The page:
By a Public or Common High School, is intended a public or common school for the older and more advanced scholars of the community in which the same is located, in a course of instruction adapted to their age, and intellectual and moral wants, and, to some extent, to their future pursuits in life. It is common or public in the same sense in which the district school, or any lower grade of school established and supported under a general law and for the public benefit, is common or public. It is open to all the chil. dren of the community to which the school belongs, under such regulations as to age, attainments, &c., as the good of the institution may require, or the community may adopt. A Public High School is not necessarily a free school. It may be supported by a fund, a public tax, or an assessment or rate of tuition per scholar, or by a combination of all, or any two of these modes. Much less is it a public or common school in the sense of being cheap, inferior, ordinary. To be truly a public school, a High School must embrace in the course of its instruction studies which can be more profitably pursued there than in public schools of a lower grade, or which gather their pupils from a more circumscribed territory, and as profitably as in any private school of the same pretensions. It must make a good education common in the highest and best sense of the word common-common because it is good enough for the best, and cheap enough for the poorest family in the community. It would be a mockery of the idea of such a school, to call it a Public High School, if the course of instruction pursued in it is not higher and better than can be got in public schools of a lower grade, or if it does not meet the wants of the wealthiest and best educated families, or, if the course of instruction is liberal and thorough, and at the same time the worthy and talented child of a poor family is shut out from its privileges by a high rate of tuition. The school, to be common practically, must be VOL. II,
both cheap and good. To be cheap, its support must be provided for wholly or mainly out of a fund, or by public tax. And to justify the imposition of a public tax, the advantages of such a school must accrue to the whole community. It must be shown to be a common benefit, a common interest, which cannot be secured so well, or at all, except through the medium of taxation. What, then, are the advantages which may reasonably be anticipated from the establishment of a Public High School, properly organized, instructed, and supervised ?
First. Every thing which is now done in the several district schools, and schools of lower grade, can be better done, and in a shorter time, because the teachers will be relieved from the necessity of devoting the time and attention now required by few of the older and more advanced pupils, and can bestow all their time and attention upon the preparatory studies and younger children. These studies will be taught in methods suited to the age and attainments of the pupils. A right beginning can thus be made in the lower schools, in giving a thorough practical knowledge of elementary principles, and in the formation of correct mental and moral habits, which are indispensable to all sound education. All this will be done under the additional stimulus of being early and thoroughly fitted for the High School.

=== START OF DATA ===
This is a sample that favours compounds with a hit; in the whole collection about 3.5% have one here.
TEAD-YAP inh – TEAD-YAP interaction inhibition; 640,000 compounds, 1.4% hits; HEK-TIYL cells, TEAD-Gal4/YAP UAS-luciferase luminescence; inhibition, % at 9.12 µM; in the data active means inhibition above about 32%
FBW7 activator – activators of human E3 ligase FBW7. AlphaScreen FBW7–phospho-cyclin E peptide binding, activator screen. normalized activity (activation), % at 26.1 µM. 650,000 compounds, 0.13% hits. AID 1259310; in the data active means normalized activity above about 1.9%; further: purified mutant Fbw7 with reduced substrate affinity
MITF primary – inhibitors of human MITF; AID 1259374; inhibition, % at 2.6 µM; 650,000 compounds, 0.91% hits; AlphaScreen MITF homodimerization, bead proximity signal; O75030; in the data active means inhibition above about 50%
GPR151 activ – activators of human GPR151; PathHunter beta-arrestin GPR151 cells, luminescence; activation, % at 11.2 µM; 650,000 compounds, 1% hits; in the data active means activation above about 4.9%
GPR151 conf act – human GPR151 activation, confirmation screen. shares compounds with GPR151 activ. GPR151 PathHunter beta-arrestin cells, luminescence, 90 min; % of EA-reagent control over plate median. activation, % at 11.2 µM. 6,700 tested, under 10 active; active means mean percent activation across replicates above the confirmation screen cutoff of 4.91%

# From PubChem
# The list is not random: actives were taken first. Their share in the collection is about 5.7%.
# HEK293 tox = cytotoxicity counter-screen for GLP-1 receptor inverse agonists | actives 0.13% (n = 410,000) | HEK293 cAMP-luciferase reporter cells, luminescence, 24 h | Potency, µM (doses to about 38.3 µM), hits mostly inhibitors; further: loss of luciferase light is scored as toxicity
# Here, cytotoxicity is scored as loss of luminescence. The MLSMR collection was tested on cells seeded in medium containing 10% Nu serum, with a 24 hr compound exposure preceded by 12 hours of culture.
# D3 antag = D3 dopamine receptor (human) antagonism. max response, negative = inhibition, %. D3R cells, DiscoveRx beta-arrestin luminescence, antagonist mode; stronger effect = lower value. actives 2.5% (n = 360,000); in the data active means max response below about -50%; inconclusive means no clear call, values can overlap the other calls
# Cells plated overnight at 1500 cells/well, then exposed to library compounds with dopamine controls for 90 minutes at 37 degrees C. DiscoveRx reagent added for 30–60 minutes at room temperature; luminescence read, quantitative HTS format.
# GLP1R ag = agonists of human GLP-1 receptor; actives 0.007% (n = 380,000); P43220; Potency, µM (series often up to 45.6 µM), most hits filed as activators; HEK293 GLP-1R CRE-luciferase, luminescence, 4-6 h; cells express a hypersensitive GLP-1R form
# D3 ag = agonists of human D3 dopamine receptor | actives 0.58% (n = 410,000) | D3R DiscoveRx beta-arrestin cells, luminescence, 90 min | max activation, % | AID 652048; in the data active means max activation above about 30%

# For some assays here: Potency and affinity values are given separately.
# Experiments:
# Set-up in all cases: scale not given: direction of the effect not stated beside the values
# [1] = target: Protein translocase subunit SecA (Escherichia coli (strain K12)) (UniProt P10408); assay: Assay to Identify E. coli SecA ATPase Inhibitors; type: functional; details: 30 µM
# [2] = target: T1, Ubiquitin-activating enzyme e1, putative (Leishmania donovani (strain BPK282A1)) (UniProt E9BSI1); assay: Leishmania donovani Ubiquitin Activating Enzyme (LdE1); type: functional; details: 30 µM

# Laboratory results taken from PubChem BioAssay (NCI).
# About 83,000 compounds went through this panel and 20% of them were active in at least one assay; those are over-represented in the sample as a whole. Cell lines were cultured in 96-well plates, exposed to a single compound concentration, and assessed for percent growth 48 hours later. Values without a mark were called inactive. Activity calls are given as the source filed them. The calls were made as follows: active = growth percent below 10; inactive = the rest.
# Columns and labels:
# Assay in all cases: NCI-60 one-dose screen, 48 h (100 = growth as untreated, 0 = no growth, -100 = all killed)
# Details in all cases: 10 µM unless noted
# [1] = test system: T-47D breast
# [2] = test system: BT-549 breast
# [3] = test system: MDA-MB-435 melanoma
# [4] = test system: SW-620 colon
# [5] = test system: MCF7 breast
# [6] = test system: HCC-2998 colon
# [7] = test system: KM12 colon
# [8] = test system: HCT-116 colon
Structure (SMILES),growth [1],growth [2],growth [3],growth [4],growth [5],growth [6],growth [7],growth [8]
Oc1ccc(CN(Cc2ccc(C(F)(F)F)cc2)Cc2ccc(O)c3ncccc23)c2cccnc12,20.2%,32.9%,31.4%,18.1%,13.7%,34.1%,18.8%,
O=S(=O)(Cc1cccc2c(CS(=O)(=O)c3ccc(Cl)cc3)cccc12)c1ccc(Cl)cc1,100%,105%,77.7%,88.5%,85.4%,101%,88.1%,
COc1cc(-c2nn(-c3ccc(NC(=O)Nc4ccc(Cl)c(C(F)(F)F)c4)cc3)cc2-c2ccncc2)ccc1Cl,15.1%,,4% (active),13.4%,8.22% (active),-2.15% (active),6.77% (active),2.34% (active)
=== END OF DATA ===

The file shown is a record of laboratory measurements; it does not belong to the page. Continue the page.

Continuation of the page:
Second.. A High School will give completeness to the system of public instruction which may be in operation. It will make suitable provision for the older and more advanced pupils of both sexes, and will admit of the methods of instruction and discipline which cannot be profitably introduced into the schools below. The lower grade of schools—those which are established for young children-require a large use of oral and simultaneous methods, and a frequent change of place and position on the part of the pupils. The higher branches, especially all mathematical subjects, require patient application and habits of abstraction on the part of the older pupils, which can with difficulty, if at all, be attained by many pupils amid a multiplicity of distracting exercises, movements, and sounds. The recitations of this class of pupils, to be profitable aud satisfactory, must be conducted in a manner which requires time, discussion, and explanation, and the undivided attention both of pupils and teacher. The course of instruction provided in the High School will be equal in extent and value to that which may be given in any private school, academy, or female seminary in the place, and which is now virtually denied to the great mass of the children by the burdensome charge of tuition.